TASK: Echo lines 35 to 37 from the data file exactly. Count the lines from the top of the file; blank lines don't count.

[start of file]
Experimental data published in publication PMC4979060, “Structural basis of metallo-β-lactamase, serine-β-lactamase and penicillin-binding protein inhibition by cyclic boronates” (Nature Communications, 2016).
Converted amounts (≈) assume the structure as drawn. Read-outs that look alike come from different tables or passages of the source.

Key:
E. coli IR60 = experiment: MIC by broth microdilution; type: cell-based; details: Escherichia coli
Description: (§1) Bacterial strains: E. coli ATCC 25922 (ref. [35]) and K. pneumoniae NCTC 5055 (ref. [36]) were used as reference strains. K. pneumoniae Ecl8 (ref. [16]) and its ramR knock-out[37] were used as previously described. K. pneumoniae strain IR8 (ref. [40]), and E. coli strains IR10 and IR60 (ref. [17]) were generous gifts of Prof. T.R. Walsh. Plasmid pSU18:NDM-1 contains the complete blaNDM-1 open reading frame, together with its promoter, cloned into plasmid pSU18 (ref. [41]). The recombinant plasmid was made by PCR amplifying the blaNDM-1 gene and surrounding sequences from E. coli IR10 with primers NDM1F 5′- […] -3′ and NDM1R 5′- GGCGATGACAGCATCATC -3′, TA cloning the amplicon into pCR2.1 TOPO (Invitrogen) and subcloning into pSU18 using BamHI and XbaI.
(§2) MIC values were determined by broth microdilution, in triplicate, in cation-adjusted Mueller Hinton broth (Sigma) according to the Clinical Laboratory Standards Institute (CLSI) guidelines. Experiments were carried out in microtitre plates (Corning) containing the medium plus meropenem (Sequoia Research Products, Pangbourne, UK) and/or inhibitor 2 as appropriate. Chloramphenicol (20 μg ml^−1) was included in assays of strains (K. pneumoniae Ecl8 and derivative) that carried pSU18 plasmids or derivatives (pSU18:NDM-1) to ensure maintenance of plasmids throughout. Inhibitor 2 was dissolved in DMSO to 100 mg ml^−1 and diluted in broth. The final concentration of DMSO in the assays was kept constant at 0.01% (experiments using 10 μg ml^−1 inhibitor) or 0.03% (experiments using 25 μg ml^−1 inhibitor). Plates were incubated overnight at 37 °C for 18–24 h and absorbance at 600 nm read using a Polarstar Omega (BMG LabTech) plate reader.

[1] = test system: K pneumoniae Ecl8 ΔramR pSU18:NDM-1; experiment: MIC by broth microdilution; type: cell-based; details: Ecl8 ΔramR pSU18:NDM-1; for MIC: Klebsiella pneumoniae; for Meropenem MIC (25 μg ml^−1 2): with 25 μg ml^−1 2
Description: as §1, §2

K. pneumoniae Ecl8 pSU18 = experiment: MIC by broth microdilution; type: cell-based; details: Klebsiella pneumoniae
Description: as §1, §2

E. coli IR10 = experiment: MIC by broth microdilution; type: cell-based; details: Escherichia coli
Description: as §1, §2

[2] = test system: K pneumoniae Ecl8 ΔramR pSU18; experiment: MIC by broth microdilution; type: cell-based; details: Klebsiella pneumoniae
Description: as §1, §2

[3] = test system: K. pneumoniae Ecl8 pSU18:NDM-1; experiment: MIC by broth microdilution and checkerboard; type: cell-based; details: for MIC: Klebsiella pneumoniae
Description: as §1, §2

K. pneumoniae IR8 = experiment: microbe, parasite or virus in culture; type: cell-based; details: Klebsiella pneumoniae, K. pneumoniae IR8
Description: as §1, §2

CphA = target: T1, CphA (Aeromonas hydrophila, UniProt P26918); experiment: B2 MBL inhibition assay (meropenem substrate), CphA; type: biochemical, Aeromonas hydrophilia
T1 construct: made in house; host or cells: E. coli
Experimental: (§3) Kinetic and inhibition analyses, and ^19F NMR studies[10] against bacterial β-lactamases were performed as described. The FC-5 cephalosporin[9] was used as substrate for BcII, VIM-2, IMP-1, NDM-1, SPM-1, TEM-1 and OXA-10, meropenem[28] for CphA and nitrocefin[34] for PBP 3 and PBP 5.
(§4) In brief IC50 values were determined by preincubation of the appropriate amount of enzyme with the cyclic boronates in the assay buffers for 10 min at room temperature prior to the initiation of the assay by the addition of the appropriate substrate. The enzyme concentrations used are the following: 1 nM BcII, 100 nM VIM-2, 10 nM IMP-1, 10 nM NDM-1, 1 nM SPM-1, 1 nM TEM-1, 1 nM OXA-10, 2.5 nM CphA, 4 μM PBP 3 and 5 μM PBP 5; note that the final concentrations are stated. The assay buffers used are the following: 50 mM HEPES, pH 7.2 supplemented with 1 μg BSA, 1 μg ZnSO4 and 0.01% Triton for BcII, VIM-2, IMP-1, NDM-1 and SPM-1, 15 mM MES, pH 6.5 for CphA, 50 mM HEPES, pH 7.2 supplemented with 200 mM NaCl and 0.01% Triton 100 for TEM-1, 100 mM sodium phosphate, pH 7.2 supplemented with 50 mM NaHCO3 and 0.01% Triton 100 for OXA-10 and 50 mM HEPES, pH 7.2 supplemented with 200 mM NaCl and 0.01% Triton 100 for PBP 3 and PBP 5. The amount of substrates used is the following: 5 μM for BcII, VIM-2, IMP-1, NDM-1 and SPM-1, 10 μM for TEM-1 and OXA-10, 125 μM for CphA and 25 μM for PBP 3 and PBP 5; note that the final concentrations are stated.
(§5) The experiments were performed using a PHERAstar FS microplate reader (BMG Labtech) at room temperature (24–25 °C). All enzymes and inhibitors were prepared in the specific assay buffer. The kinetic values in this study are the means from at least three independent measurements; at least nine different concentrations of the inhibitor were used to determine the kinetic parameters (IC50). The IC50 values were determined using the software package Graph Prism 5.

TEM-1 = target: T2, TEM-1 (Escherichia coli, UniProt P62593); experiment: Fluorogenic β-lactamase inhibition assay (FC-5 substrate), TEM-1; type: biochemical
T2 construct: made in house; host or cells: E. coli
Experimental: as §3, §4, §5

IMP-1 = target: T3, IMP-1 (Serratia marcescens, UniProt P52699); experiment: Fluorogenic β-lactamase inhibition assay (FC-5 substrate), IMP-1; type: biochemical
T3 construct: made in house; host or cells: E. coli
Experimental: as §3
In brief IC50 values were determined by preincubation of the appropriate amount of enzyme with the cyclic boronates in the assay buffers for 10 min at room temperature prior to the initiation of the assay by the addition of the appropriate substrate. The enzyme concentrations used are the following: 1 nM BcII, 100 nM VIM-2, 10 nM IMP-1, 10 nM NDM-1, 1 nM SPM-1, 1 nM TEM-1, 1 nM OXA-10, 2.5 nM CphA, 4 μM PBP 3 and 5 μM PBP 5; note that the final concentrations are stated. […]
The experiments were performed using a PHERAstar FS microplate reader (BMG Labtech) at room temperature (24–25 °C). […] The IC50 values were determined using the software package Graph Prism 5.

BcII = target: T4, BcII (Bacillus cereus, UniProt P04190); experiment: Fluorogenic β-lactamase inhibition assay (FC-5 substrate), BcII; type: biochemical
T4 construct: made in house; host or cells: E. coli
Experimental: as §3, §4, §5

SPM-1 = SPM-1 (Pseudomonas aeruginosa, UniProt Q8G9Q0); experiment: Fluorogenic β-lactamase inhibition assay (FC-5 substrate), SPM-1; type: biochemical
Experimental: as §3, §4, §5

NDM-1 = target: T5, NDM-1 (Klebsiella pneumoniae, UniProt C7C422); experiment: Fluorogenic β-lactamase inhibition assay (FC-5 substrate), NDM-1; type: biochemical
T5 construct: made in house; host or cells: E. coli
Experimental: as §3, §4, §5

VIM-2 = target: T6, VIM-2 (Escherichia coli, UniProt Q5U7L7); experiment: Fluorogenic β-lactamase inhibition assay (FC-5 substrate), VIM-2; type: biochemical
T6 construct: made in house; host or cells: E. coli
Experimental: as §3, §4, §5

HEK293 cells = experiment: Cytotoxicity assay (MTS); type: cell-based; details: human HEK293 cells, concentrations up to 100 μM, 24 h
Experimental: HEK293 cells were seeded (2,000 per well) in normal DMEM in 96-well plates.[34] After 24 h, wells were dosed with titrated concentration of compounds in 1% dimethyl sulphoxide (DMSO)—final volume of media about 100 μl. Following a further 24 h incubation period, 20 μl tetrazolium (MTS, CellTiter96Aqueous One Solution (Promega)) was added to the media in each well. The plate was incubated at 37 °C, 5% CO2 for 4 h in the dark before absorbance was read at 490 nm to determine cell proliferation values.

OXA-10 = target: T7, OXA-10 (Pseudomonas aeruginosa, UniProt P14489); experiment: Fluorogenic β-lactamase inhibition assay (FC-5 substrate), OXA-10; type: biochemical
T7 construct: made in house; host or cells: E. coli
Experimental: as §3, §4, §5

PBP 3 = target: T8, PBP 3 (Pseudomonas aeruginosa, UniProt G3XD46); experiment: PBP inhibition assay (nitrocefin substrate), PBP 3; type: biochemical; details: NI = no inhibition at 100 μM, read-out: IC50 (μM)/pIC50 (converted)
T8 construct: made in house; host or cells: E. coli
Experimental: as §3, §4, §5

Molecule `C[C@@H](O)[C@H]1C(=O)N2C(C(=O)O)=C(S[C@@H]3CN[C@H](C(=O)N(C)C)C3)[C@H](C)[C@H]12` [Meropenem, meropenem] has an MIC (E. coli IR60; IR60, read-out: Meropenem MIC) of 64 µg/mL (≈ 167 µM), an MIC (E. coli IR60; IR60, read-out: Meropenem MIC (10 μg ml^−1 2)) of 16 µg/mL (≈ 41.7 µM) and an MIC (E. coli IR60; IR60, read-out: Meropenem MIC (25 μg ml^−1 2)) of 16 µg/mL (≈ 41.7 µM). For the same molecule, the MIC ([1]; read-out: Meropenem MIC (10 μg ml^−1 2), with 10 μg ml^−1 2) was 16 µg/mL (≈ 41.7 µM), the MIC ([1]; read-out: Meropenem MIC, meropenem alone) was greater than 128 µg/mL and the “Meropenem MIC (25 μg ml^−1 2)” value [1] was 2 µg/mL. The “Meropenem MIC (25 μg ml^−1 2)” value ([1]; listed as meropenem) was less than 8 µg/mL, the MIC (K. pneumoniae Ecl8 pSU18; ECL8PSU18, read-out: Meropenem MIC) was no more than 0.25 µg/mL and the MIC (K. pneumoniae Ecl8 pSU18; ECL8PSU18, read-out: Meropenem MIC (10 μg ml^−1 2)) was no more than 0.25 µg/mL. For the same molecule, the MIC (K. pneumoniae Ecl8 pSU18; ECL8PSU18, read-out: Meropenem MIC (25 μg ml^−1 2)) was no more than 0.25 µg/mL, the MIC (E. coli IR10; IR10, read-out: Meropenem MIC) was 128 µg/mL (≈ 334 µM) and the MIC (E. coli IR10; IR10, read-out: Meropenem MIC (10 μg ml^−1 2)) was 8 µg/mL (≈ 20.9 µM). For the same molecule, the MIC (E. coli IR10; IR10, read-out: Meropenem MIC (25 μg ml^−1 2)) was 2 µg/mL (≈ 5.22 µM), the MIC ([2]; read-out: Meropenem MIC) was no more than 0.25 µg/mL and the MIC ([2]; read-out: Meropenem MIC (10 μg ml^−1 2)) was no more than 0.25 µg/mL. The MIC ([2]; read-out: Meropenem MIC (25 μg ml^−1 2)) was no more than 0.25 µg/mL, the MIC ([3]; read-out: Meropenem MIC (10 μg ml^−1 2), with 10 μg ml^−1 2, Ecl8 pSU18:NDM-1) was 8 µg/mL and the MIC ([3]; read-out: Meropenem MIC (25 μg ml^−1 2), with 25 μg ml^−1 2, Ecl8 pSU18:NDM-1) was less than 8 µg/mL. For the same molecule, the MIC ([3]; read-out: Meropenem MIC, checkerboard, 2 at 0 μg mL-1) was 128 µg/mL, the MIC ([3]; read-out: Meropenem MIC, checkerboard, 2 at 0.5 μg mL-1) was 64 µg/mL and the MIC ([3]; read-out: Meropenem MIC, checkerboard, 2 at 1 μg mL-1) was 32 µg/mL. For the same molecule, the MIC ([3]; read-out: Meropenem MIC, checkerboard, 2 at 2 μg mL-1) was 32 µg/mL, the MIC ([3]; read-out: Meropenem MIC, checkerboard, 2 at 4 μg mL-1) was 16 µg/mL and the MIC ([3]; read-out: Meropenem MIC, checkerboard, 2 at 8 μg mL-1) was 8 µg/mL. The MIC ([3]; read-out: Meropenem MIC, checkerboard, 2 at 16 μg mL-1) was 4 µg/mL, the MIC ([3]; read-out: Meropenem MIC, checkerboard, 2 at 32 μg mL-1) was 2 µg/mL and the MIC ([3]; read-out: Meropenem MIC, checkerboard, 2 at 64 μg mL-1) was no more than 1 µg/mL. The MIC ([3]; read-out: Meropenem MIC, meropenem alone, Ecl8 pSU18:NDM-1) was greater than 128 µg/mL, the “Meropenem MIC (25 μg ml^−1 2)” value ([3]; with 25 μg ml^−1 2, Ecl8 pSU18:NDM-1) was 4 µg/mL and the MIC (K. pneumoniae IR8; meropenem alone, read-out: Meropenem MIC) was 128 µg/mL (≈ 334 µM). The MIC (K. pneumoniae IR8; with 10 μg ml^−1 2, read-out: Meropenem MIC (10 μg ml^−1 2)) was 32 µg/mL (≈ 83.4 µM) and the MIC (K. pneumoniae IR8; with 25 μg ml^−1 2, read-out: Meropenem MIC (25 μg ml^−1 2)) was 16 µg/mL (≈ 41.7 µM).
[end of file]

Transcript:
SPM-1 = SPM-1 (Pseudomonas aeruginosa, UniProt Q8G9Q0); experiment: Fluorogenic β-lactamase inhibition assay (FC-5 substrate), SPM-1; type: biochemical
Experimental: as §3, §4, §5

NDM-1 = target: T5, NDM-1 (Klebsiella pneumoniae, UniProt C7C422); experiment: Fluorogenic β-lactamase inhibition assay (FC-5 substrate), NDM-1; type: biochemical